“If I cast my eyes before me, what an infinite space, in which I do not exist, and if I look behind me, what a terrible procession of years, in which I do not exist, and how little space I occupy in this vast abyss of time.” Blaise Pascal, “Pensées ”
“All beings are buddhas … there is no being that is not enlightened, if it but knows its true nature.” Hevajra Tantra
“I have been waiting beyond the years
Now over the skyline I see you’re travelling
Brothers from all time gathering here
Come let us build the ship of the future
In an ancient pattern that journeys far
Come let us set sail for the ‘always’ island
Through seas of leaving to the summer stars
Seasons they change but with gaze unchanging
O deep eyed sisters is it you I see?
Seeds of beauty ye bear within you
Of unborn children glad and free
Within your fingers the fates are spinning
The sacred binding of the yellow grain
Scattered we were when the long night was breaking
But in the bright morning converse again.”
The method to enlightenment according to Crowley, who has boiled down the Eastern teachings to its essence after having travelled to India and other places in the Orient, is very simple: Sit down, shut up, stop thinking, and Get Out! It’s simple, but not easy. Even the Tantric scholar, Hugh B. Urban, admits that Crowley had a fairly well-grounded understanding of Yoga, as his book, Eight Lectures on Yoga (a book still worth reading), proves. Let’s look closer to what Crowley meant by his formula.
Sit down: This refers to Asana, a term in Yogic literature for posture. It needs to be solid, but also comfortable. After all, you are supposed to sit in this posture for about half an hour. (You should be able to sit like this for hours. One hour is the most I reached once. However, don’t be too masochistic.)
Shut up: This one is hard. At least for people like me. I like to talk a lot. Most westerners are talking or are listening to talking people most of the time. (Here talking includes singing, making sounds, listening to the radio, watching TV etc. Even reading is talking, as whilst you read those words an internal voice is speaking to you. Isn’t it?) So, this one is really hard. But, after we have sat down we have to invite silence into our heads.
Stop Thinking: This is impossible, you say? I hear you, my friend. I know, it’s next to impossible. But hey, haven’t we began our quest for magic, myth and mystery because we strive for that which is miraculous and fills our hearts with Joy and Awe? Isn’t magic the science of the extremes and the impossible? The violation of probabilities? Haven’t they told you sigil magic doesn’t work, it cannot happen, but IT DID!!! In the same way we must push our boundaries of Achievable Reality with every breath we take. We learn slowly. Magic cannot be learned at a retreat or weekend workshop. We learn by applying our insights in daily life. This is an endless process. On this way we must accept our imperfection, stop worrying, stop wishing, yes, stop thinking! We must learn to watch our thought patterns and thus become aware of the origination of thoughts. We must not strive for anything, we must not force our minds to do anything, but just watch. „Breath in, breath out,… thoughts… breath in, breath out …“ asf. Finally, we will establish mental silence, or to be more accurate, it establishes itself. And even a few seconds of this mental silence are like a short glimpse at eternity, a foretaste of real inner peace.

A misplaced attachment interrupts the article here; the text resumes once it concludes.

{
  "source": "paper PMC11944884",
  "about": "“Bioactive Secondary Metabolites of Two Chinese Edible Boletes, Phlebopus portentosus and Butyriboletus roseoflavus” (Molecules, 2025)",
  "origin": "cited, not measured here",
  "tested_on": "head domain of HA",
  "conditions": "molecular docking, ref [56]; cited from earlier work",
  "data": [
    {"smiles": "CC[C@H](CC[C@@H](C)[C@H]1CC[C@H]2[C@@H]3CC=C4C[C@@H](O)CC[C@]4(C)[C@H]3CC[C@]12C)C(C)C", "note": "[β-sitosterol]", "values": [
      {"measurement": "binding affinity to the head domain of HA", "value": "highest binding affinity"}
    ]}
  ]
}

Get out: This leads to profound stages of gnosis. It doesn’t make really sense to talk about it, because one gets there easier when one “shuts up” and “opens up” to silence. The idea of “getting out” ultimately points to the experience of illumination. But what is illumination? Well, the short answer: I don’t know. But we can look closer to what has been said how magic and illuminated states of consciousness are linked up.
Beside Yoga another fundament of Crowley’s teachings is the modern version of Qabalah / Kabbalah. Though I respect Qabalah as a mystical current in Judaism I think that too many ‘occult masters’ turned qabalah into a rather intellectual exercise without any real spiritual value. The study of correspondences is an ancient art that belongs to the great Arts of Imagination, that was practised back in the days when Imagination was not just seen as unreal and put on a level with fantasy. One of the most influential humanist philosophers of the early Italian Renaissance and a reviver of Neoplatonism, Marsilio Ficino (1433-1499), rediscovered this ancient art during a time when Florence was the place to hang out for hip artists and ‘avant-garde’ intellectuals, an important centre of the ending Mediæval Ages, where cultural innovations and developments took place that led to an end of the dominance of the Church. New ideas began to spread that resulted in intellectual transformations of a grand scale. The Renaissance is viewed today as a bridge between the Middle Ages and the Modern era. The Renaissance saw revolutions in many intellectual pursuits, as well as social and political upheaval, but what I find most fascinating is that it was inspired by the past, the classical age: Ancient Greece and Ancient Rome. So it doesn’t come with a surprise that this was also a revival of Magic. Humanists asserted “the genius of man… the unique and extraordinary ability of the human mind.” In that special intellectual environment Ficino taught what he considered to be ‘Natural Magic’, and so laid the foundation for what is called ‘Ceremonial Magic’ now, known to us through such magical authors like McGregor Mathers, Dion Fortune, Aleister Crowley and Israel Regardie. This form of magic is still practiced in their occult orders all over the world today.